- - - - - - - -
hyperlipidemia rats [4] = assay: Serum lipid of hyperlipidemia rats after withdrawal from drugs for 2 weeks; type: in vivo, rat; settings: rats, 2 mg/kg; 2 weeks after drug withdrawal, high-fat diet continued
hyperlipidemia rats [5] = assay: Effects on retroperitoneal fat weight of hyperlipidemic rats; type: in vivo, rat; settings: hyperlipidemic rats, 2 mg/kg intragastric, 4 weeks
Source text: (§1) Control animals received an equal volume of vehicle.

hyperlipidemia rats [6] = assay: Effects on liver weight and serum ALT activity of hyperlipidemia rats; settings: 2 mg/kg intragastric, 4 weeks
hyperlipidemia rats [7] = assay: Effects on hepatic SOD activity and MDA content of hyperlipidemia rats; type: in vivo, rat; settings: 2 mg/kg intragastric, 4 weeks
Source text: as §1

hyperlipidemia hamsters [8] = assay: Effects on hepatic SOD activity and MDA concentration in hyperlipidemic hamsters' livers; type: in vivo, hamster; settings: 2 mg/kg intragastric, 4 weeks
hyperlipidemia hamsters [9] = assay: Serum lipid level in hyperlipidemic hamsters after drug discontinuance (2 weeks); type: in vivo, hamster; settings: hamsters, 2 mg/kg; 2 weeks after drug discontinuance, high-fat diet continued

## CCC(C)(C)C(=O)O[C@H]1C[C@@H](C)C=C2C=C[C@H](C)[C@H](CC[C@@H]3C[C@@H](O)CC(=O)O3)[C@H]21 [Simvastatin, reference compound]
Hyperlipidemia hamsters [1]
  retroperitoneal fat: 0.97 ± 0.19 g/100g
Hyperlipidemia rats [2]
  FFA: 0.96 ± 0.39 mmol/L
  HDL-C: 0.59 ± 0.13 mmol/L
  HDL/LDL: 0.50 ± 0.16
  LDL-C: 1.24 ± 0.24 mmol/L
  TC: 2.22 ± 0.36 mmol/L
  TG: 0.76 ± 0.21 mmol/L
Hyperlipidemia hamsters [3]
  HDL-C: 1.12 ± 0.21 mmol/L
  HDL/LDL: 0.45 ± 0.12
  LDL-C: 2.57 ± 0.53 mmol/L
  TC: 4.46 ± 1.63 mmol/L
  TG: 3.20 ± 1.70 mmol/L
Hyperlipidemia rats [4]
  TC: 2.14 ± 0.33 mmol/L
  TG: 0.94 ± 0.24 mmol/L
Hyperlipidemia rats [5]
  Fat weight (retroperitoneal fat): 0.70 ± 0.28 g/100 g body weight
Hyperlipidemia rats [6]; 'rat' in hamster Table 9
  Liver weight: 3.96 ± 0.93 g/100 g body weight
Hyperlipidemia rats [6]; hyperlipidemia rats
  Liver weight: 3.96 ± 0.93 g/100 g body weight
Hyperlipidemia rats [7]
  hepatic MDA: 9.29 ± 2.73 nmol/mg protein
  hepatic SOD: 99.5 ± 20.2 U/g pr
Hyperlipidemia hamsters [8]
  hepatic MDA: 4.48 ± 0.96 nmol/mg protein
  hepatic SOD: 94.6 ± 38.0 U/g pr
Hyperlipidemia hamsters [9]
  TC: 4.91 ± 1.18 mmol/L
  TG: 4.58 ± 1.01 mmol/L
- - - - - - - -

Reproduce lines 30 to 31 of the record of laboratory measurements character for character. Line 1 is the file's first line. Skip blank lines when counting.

Hyperlipidemia rats [6]; 'rat' in hamster Table 9
  Liver weight: 3.96 ± 0.93 g/100 g body weight